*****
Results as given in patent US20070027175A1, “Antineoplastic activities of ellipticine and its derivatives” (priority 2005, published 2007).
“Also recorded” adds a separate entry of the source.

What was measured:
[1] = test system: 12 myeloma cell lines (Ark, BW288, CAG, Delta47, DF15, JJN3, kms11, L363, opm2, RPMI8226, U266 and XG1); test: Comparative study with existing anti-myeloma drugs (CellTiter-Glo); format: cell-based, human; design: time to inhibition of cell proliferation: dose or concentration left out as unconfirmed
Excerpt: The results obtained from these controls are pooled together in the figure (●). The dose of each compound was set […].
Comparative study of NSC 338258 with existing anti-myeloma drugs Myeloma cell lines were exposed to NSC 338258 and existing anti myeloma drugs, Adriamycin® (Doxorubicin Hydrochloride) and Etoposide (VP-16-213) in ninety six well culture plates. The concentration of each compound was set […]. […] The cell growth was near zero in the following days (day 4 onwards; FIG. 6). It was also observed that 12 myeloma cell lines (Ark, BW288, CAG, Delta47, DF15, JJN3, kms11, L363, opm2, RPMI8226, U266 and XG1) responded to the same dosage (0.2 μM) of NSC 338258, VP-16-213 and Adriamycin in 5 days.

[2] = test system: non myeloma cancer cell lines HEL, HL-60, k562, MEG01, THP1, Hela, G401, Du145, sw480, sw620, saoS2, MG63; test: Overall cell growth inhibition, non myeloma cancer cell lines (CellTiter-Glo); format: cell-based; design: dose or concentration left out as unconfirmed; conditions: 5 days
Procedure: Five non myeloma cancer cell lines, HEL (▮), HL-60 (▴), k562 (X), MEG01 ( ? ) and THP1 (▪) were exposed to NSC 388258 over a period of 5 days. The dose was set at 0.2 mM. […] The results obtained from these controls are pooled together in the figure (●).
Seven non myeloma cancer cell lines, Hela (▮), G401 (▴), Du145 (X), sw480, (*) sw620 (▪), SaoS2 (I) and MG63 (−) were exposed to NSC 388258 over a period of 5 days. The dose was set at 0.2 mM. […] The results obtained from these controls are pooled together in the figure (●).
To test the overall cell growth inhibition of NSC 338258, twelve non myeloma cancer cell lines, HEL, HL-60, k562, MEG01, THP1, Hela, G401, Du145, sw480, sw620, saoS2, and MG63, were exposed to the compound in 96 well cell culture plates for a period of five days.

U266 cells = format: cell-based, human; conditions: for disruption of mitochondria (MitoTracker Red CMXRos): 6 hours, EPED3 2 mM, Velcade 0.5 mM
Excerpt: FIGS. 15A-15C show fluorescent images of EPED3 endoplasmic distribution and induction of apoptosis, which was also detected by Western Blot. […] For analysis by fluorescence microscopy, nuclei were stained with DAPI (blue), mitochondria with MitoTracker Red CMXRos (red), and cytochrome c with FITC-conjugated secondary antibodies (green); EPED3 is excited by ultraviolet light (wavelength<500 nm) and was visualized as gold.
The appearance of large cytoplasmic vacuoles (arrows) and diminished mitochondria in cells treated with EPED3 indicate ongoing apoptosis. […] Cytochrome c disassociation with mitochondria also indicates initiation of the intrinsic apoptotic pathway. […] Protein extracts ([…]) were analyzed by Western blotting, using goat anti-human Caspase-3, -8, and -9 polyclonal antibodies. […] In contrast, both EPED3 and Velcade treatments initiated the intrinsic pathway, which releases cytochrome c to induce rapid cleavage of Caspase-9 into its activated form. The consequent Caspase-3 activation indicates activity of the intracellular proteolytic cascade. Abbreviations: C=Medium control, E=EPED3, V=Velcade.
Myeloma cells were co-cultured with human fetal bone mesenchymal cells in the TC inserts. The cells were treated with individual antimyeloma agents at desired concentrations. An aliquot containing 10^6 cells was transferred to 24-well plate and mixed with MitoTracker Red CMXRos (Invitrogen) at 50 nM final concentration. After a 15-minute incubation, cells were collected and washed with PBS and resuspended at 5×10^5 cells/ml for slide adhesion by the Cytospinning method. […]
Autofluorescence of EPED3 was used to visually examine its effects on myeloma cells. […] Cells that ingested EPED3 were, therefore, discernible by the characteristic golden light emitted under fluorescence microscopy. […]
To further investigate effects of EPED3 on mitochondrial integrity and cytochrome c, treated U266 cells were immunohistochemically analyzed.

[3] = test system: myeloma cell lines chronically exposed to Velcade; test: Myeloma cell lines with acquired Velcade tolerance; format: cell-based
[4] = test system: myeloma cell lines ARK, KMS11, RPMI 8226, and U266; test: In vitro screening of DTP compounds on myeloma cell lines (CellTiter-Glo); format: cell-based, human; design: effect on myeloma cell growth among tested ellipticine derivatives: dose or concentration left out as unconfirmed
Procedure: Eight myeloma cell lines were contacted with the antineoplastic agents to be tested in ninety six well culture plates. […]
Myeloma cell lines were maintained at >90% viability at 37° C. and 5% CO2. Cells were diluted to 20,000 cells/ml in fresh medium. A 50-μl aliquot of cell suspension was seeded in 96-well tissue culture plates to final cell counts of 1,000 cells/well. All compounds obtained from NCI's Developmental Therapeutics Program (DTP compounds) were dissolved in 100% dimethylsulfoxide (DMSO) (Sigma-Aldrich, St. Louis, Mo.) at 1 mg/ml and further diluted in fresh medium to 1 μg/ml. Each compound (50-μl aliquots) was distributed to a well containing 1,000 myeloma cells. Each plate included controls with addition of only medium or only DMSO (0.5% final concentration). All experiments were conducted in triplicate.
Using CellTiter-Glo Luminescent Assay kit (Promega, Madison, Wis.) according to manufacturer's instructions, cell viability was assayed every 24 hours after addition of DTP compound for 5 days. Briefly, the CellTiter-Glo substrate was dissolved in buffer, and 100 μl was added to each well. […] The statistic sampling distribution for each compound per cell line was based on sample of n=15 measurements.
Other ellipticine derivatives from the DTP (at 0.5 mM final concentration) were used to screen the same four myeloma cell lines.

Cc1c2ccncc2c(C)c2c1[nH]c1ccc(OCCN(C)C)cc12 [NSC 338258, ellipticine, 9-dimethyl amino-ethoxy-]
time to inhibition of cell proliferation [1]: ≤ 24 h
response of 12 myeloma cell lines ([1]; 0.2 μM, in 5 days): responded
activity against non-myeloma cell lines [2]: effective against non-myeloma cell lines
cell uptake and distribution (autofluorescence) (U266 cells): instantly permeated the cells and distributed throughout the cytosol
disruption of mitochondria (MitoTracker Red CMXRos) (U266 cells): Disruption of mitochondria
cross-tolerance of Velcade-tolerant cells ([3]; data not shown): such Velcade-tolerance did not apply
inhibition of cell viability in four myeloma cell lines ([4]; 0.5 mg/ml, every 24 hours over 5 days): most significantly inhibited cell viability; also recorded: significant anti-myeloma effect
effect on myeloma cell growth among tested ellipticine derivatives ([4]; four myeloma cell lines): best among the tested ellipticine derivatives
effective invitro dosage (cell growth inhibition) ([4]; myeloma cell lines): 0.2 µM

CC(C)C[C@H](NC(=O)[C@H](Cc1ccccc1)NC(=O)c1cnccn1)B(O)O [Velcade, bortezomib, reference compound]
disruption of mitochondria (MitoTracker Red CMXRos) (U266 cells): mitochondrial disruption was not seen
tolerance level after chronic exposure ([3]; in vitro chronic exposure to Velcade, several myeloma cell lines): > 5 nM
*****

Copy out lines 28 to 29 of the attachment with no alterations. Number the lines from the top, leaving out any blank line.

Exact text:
disruption of mitochondria (MitoTracker Red CMXRos) (U266 cells): Disruption of mitochondria
cross-tolerance of Velcade-tolerant cells ([3]; data not shown): such Velcade-tolerance did not apply